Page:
Engineers at the University of Bristol have delivered a proof of concept showing how a spatially adaptive broadcast system can realize reductions in digital broadcast power of up to 35 percent, which in turn can cut carbon emissions and overall broadcasting costs.
"Digital broadcasting is more energy efficient than analogue broadcasting, and following digital switch over, digital broadcast towers now use less electricity than their analogue equivalents," said Dr. Peter Bagot, Research Associate in the Department of Electrical and Electronic Engineering, at the university. "Our work is about exploiting the benefits of digital broadcast TV to deliver improved energy efficiency."
Unlike analogue broadcasting, digital TV broadcast must operate above a hard threshold point to transmit signals; if the power falls below that limit, then no picture can be seen by the viewer at all. Because the actual power received tends to fluctuate above or below the threshold, the network engineer assumes the worst-case scenario and tries to set the broadcast power above the threshold. However, increasing the power above the limit will not benefit the user further, and entails more costs for the broadcaster.
Nevertheless, if the engineer could tap into a feedback system consisting of Internet-enabled TV devices from the viewer's premises, then he could optimize the signal strength and direction of the transmission in real time, according to viewing conditions.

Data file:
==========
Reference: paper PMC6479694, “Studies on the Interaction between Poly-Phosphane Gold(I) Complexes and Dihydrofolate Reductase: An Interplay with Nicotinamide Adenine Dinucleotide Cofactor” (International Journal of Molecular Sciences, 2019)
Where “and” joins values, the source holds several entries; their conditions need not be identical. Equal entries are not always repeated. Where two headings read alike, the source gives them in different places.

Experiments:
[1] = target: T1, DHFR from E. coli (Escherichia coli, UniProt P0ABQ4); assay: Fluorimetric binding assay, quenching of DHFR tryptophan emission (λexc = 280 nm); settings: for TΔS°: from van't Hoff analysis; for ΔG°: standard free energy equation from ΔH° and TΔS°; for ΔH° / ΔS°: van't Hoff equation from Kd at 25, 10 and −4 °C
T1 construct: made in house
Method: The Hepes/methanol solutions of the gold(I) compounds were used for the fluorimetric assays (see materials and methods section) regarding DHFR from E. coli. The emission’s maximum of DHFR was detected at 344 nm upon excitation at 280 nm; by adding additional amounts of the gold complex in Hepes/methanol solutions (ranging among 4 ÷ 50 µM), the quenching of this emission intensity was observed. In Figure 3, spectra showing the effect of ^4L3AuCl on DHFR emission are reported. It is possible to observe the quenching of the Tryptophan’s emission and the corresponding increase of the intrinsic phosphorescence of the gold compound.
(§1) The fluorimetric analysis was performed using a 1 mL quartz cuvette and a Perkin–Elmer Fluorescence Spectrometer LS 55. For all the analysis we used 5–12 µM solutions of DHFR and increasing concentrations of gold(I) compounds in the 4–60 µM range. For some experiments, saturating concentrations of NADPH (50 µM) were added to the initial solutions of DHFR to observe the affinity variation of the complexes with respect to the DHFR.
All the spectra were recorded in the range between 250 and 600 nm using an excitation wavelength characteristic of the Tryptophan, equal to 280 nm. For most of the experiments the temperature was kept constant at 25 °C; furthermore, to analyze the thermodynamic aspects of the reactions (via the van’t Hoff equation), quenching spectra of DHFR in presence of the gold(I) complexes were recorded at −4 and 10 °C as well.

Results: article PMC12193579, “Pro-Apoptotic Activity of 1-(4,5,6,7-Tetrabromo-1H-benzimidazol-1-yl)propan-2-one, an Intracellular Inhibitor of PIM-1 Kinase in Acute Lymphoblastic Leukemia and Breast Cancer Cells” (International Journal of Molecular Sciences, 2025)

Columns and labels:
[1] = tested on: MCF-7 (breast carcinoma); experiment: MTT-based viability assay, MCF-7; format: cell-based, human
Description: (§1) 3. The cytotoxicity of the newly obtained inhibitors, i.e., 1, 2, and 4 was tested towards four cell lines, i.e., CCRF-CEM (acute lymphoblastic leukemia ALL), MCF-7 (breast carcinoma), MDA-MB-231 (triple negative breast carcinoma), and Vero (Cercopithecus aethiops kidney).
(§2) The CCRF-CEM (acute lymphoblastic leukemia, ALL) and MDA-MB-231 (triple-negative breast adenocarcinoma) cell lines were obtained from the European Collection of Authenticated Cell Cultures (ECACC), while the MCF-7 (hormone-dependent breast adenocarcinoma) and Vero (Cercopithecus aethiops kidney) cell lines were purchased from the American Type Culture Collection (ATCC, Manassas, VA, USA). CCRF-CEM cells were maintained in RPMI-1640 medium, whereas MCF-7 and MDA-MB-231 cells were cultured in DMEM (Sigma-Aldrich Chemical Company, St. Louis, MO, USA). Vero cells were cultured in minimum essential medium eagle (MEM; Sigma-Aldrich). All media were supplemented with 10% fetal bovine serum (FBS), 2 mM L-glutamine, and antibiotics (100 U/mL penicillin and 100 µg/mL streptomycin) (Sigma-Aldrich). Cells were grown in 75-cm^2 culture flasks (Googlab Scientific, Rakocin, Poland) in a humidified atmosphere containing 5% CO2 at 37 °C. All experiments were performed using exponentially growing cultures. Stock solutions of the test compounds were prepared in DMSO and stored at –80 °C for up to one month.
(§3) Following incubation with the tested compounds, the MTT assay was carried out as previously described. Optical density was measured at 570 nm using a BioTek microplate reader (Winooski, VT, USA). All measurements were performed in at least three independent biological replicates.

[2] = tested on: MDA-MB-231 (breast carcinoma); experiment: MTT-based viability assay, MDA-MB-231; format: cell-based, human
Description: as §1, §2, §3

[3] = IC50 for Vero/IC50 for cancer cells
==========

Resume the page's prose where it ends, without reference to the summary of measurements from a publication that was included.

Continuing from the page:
This spatially adaptive broadcast system could result in significant energy savings, according to Bagot and colleagues, who utilized a channel emulator to physically model array gain and fading conditions, and created feedback nodes to manipulate broadcast powers based on user feedback. Testing was performed at the University's Communication Systems and Networks (CSN) Group that runs a state-of-the-art hardware and measurement facility.
"The hardware-in-the-loop laboratory demonstration using our Keysight F8 channel emulators, funded through Bristol’s EPSRC experimental equipment grant, provides an excellent proof of concept for this energy efficient technology," said Professor Andrew Nix, Dean of Engineering and head of the CSN research group.
Bagot, Nix and co-authors Mark Beach, Joe McGeehan, and John Boyer, wrote of their findings in the May 9 issue of IEEE Transactions on Broadcasting: "The effects of such a system on the U.K. Digital terrestrial television (DTT) network were evaluated and the advantages highlighted potential power savings of up to 2.1 dB being obtainable. This equates to an electricity reduction of between 33 million and 58 million kWh per year, saving between £3.5 million and £6.1 million and reducing carbon emissions by between 13.7 million and 24 million CO₂e."